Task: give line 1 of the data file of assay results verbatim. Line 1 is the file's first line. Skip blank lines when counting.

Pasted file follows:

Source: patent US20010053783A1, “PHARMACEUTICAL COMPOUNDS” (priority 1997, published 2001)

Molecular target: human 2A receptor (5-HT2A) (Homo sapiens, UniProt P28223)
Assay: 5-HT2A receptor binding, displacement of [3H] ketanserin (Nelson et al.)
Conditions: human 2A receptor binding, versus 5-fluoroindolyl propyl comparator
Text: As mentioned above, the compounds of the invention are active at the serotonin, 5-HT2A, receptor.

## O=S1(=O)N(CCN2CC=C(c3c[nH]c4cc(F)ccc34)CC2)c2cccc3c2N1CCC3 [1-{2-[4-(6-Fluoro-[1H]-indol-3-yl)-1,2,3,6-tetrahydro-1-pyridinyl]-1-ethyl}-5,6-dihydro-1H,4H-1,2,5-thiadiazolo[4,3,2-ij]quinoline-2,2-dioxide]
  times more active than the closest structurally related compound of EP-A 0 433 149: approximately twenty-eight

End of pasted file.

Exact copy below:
Source: patent US20010053783A1, “PHARMACEUTICAL COMPOUNDS” (priority 1997, published 2001)